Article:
For Windows you need to supply a copy of openvr_api.dll along with your executable which can be found in openvr/bin/win64

HDR support

OpenVR does not accept Godot's HDR color buffer for rendering, so your scene may receive position and rotation information and display correctly on the desktop but won't render anything inside your headset.

HDR support for the headset is currently being evaluated through PR: This PR allows Godot to use full HDR rendering but has the last step in post processing do a conversion to RGBA8 which Godot does support.

If you are building Godot without this PR or using the stable version, you will have to set hdr to false on your viewport in addition to enabling arvr:

func _ready():
    var interface = ARVRServer.find_interface("OpenVR")
    if interface and interface.initialize():
        get_viewport().arvr = true
        get_viewport().hdr = false

Shader hickup

There are a few moment where OpenVR has a hickup.

One is around the teleporter function which can be solved by adding the VR_Common_Shader_Cache.tscn as a child scene to our ARVRCamera. ovr_first_person.tscn does this.

For the controllers they use a standard material. Adding a mesh instance with a standard material will ensure the shader is pre-compiled. Again we do this in ovr_first_person.tscn.

However there is still an issue with loading the texture. We need to redo loading of the controller mesh by handing it off to a separate thread.

GLES2 support

The new GLES2 renderer in Godot 3.1 renders directly to RGBA8 buffers and thus doesn't need the HDR workaround. The GLES2 renderer is also much more lightweight then the GLES3 renderer and thus more suited for VR.

Using the main viewport

The ARVR server module requires a viewport to be configured as the ARVR viewport. If you chose to use the main viewport an aspect ratio corrected copy of the left eye will be rendered to the viewport automatically.

You will need to add the following code to a script on your root node:

var interface = ARVRServer.find_interface("OpenVR")
if interface and interface.initialize():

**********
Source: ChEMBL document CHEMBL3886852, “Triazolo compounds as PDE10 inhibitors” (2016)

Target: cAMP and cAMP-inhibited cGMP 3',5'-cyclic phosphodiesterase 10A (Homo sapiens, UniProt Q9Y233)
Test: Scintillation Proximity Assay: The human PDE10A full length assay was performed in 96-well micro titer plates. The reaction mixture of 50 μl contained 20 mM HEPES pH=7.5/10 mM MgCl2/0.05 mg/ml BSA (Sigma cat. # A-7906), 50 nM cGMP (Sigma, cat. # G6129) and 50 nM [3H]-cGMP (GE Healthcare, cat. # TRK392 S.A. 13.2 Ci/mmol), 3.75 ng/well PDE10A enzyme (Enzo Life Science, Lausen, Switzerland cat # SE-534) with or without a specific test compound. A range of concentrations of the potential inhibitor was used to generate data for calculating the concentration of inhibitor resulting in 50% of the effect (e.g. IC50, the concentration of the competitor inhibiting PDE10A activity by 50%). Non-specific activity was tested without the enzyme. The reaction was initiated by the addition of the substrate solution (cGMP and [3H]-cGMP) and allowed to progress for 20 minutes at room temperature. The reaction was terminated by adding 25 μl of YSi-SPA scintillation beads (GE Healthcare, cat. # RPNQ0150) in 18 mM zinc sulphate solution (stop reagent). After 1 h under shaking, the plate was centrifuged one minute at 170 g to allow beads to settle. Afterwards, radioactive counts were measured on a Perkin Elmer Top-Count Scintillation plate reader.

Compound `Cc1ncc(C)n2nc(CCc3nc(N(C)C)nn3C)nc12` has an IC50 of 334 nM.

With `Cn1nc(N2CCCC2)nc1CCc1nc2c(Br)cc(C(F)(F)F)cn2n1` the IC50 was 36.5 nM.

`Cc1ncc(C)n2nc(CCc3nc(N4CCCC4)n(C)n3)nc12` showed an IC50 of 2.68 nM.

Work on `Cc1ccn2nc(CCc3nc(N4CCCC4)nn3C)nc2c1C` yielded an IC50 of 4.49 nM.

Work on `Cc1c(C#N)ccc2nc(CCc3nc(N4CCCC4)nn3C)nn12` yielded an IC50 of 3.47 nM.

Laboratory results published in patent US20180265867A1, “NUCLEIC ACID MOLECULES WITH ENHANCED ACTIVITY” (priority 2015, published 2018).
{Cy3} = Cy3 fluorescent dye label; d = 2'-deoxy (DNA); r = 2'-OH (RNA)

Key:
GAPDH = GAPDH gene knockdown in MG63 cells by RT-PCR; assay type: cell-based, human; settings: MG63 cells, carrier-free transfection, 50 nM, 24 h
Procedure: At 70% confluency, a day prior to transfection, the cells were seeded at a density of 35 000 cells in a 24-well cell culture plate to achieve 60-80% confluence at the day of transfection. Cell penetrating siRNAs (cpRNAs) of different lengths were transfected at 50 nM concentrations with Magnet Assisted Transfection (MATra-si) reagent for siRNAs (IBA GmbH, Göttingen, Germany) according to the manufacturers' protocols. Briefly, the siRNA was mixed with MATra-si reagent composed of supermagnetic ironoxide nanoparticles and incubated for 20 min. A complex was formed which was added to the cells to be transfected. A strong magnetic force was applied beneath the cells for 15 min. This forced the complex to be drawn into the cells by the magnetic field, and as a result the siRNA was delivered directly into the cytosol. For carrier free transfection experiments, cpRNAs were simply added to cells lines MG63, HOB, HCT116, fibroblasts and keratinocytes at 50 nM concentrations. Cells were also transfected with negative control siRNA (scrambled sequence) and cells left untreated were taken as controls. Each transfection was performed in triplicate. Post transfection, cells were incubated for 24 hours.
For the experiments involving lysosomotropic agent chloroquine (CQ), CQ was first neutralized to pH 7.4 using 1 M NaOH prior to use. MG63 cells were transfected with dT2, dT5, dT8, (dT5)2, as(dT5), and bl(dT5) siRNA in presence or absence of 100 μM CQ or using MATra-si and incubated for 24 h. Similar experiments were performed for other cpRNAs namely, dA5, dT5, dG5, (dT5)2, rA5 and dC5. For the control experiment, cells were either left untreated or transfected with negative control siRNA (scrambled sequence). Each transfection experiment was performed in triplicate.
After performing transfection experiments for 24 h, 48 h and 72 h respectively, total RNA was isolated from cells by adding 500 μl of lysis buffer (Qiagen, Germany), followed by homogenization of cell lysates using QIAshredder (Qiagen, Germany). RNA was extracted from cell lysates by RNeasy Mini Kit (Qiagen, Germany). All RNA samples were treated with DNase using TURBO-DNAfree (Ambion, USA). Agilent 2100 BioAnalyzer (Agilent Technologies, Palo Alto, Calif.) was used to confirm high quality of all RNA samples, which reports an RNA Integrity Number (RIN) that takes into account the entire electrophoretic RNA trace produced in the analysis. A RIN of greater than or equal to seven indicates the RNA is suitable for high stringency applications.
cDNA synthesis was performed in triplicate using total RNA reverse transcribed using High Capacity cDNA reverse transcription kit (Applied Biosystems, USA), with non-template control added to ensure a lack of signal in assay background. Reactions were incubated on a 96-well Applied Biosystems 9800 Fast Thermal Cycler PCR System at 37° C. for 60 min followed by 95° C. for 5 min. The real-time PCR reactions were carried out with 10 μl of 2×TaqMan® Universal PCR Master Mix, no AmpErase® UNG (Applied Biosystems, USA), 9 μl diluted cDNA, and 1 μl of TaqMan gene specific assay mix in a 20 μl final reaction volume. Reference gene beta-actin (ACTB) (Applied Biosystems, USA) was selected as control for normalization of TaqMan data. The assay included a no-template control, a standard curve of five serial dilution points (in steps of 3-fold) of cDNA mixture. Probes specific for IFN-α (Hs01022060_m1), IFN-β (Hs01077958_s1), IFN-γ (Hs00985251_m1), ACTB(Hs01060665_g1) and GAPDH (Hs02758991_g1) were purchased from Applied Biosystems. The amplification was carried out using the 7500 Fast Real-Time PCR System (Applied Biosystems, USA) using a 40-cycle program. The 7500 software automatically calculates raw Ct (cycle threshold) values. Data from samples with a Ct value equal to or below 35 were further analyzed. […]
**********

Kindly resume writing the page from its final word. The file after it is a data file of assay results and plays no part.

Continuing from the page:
# turn to ARVR mode
	get_viewport().arvr = true

	# turn HDR off, not needed with the GLES2 renderer
	get_viewport().hdr = false

	# make sure vsync is disabled or we'll be limited to 60fps
	OS.vsync_enabled = false
	# up our physics to 90fps to get in sync with our rendering
	Engine.target_fps = 90

Using a separate viewport

If you want control over the output on screen so you can show something independent on the desktop you can add a viewport to your scene.

Make sure that you turn the ARVR property of this viewport to true and the HDR property to false. Also make sure that both the clear mode and update mode are set to always.

You can add a normal camera to your scene to render a spectator view or turn the main viewport into a 2D viewport and save some rendering overhead.

You can now simplify you initialisation code on your root node to:

var interface = ARVRServer.find_interface("OpenVR")
if interface:

	# make sure vsync is disabled or we'll be limited to 60fps
	OS.vsync_enabled = false
	# up our physics to 90fps to get in sync with our rendering
	Engine.target_fps = 90


Note that the source in this repository is licensed by the MIT license model. This covers only the source code in this repository. Both Godot and OpenVR have their own license requirements. See their respective git repositories for more details.

About this repository

This repository was created by and is maintained by Bastiaan Olij a.k.a. Mux213

You can follow me on twitter for regular updates here:

Videos about my work with Godot including tutorials on working with VR in Godot can by found on my youtube page: